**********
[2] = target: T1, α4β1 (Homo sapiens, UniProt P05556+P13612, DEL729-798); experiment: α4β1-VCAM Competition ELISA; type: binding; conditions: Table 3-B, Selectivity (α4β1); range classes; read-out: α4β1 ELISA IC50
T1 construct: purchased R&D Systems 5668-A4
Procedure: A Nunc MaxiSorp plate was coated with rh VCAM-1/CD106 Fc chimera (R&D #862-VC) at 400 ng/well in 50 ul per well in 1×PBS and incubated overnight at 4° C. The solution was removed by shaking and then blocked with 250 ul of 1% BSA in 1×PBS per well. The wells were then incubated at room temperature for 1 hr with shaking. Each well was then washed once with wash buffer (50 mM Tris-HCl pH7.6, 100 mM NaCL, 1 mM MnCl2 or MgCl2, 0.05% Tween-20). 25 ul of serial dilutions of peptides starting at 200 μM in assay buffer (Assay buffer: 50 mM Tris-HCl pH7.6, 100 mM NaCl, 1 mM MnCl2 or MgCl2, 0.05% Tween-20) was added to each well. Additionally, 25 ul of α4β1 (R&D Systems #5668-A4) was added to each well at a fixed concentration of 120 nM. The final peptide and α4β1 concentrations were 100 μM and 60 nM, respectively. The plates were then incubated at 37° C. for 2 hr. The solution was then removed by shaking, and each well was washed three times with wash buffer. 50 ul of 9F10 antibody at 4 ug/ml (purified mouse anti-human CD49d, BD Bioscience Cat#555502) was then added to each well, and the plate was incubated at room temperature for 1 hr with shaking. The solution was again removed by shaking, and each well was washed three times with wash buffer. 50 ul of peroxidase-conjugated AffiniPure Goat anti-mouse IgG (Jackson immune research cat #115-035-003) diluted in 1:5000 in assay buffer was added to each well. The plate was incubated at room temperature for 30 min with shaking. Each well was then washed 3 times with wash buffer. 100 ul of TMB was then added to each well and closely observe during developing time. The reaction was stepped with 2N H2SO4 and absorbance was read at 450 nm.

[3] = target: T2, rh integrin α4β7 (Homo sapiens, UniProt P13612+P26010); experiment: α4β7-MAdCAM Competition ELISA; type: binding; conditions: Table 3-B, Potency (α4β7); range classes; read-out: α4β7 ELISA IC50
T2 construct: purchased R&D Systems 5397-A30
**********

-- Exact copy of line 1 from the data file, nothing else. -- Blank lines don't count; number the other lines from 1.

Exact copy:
[2] = target: T1, α4β1 (Homo sapiens, UniProt P05556+P13612, DEL729-798); experiment: α4β1-VCAM Competition ELISA; type: binding; conditions: Table 3-B, Selectivity (α4β1); range classes; read-out: α4β1 ELISA IC50